Tuesday, February 2, 2016

Do My Dance

by Lale Westvind

I burnt my copy of HAX. Not completely, but after reading it for the fifth or sixth time since CAB i placed it on my nightstand next to a candle which promptly charred a bit of the upper right corner. Even looking at it a few weeks later, burn mark and all, i can’t help but laugh at the overt symbolism of burning a copy of HAX.

HAX, a 24 page silent comic, follows a group of females moving against an opposing force. The narrative is still a bit jumbled to me, the panels form sequences at times, and at others exist as stand alone images. It reminds me a bit of reading bronze age Jack Kirby comics simply as images. The individual panels are strong enough to convey what is going on in them, but when sequenced they go from narrative delivery devices to abstractions of the shifting power dynamics between images. From right to left, and up to down, an equilibrium is formed, for every spark and surge in one panel the same is found in the next. The eye is drawn from one panel to the next, various laws of thermodynamics are upkept, but that doesn't always mean you know whats going on, or should.

This energy is most evident in the weight Westvind gives her figures, even when they don’t seem to be doing anything the power of her line still shines through. So that when you see her characters move through space, panel to panel, you can almost hear their feet stomping down on the ground as lightning bolts of excess energy fill the air around them. For a comic that lacks sound effects, you can still hear every panel.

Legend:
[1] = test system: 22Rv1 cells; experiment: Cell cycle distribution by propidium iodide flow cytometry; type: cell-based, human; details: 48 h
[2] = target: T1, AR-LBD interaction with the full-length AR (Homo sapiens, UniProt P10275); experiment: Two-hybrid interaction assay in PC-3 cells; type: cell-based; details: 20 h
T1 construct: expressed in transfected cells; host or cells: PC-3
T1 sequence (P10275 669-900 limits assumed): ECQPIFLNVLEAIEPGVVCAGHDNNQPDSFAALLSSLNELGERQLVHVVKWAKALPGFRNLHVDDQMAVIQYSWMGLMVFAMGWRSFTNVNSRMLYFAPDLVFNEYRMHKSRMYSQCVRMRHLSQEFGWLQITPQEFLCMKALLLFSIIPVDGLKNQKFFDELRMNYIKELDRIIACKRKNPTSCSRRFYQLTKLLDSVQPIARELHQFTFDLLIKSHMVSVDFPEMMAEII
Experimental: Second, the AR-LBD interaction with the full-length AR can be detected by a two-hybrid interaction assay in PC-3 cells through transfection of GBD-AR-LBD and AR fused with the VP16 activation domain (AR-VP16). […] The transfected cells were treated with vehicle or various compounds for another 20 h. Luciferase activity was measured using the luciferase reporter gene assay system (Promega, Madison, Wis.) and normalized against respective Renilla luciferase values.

With all the mark making going on in each panel the addition of color could easily overwhelm the whole comic, turning figures and shapes into blobs of nothingness, but, and what initially brought me to think about this comic in line with Kirby and the Bronze-Age, Westvind scales her color scheme back to just four (red/orange/blue/yellow). Of these four red and blue, the strongest contrasting colors, are given the job of being the primary colors for each character. This allows for the delineation of foreground and background figures by giving them to a consistent color scheme, the red group and the blue group can always be seen in relation to each other in space by the colors they are comprised of. Orange and Yellow, the two remaining colors, are then left the job of showing depth between objects and terrains, which, due to the similarities between them, allows for a great number of objects to be placed near each other in the panel, but still be read as far away by shifting between the two colors in quick succession.

While these color rules are subtle, and change at times, their continued use trains the eye to view each two dimensional image as three dimensional. Even while restricting itself to such a limited palette Hax bursts with color, but by leaving them few and flat, every packed image remains readable.

No comments:

Post a Comment